to the family of muath al-kaseasbeh. his father is calling for his son to be avenged. jordan executed two iraqi convicts. >> a nighttime restriction enforced for more than a decade has been lifted. >> some might say it's risky but it's certainly a wildly popular move among most baghdad residents. for the first time in more than 10 years no more russia to go get home before the midnight curfew. this is a city where people like to stay out late and for the past 10 years haven't been able to. affecting restaurants shops basic daily life here. the prime minister has also announce that had there will ash crackdown in some select enables on weapons that can be carried and on the number of vehicles allowed in official convoys. that's a big deal, because you
routinely see in the streets ministers, members of parliament other officials with more than a dozen security vehicles. snarling traffic intimidating pedestrians and russiaing through traffic lights. all of that is meant to stop. there can be now only three vehicles in an official convoy and there will be a limit to mid range and heavy weapons in some of these neighborhoods, as well. this appears to be an attempt to crack down on security forces that have taken an increasing role in baghdad security, primarily shia militias, who have engaged in arrests unconnected with official security forces and done things like beaten up traffic police when they've been stopped at traffic lights. basically, it's an attempt to make life more bearable in baghdad. other cities are expected to follow suit lifting the curfews. >> more to come, including.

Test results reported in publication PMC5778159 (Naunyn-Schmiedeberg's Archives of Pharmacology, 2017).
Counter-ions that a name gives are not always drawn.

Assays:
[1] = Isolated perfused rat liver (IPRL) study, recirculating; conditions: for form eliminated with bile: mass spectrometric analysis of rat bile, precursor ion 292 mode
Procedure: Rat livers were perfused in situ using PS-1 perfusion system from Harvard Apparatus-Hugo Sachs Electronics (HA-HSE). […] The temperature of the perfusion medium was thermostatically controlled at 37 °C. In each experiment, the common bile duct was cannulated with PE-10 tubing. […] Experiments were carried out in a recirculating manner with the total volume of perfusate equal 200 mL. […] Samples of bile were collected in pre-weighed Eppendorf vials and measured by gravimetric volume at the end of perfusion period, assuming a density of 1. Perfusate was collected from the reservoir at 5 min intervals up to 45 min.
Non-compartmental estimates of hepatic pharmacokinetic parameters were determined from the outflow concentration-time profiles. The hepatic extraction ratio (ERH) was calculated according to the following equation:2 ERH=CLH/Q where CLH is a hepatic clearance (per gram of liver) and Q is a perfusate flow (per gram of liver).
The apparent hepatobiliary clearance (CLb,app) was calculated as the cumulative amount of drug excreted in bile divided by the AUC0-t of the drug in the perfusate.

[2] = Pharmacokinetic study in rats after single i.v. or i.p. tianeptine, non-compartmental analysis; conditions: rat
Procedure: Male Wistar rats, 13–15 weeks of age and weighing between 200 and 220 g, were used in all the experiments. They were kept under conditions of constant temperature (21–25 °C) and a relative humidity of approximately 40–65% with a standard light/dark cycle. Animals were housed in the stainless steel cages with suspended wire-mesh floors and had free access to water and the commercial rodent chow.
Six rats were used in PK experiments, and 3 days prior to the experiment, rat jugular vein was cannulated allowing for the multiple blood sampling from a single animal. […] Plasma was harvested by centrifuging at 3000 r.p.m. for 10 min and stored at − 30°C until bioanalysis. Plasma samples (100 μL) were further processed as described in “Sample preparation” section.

>> i asked the government to please reopen the text messages. i am really crying. >> deaf people signal their referring after the government switches off the internet. [ applause ] >> happy to be home, but concerned for his colleagues still behind bars in egypt we'll hear from peter greste. >> why this tunisian tennis player is under investigation for pulling out of a match that he was winning. more an that. stay with us.
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available for your apple and android mobile device. download it now >> a quick reminder of top stories, the u.s. secretary of state called for an immediate ceasefire in eastern ukraine john kerry meeting president pet president poroshenko in kiev. angela merkel and french president hollande will meet there thursday. >> attacks killed at least seven people in a syrian capitol. >> the new greek finance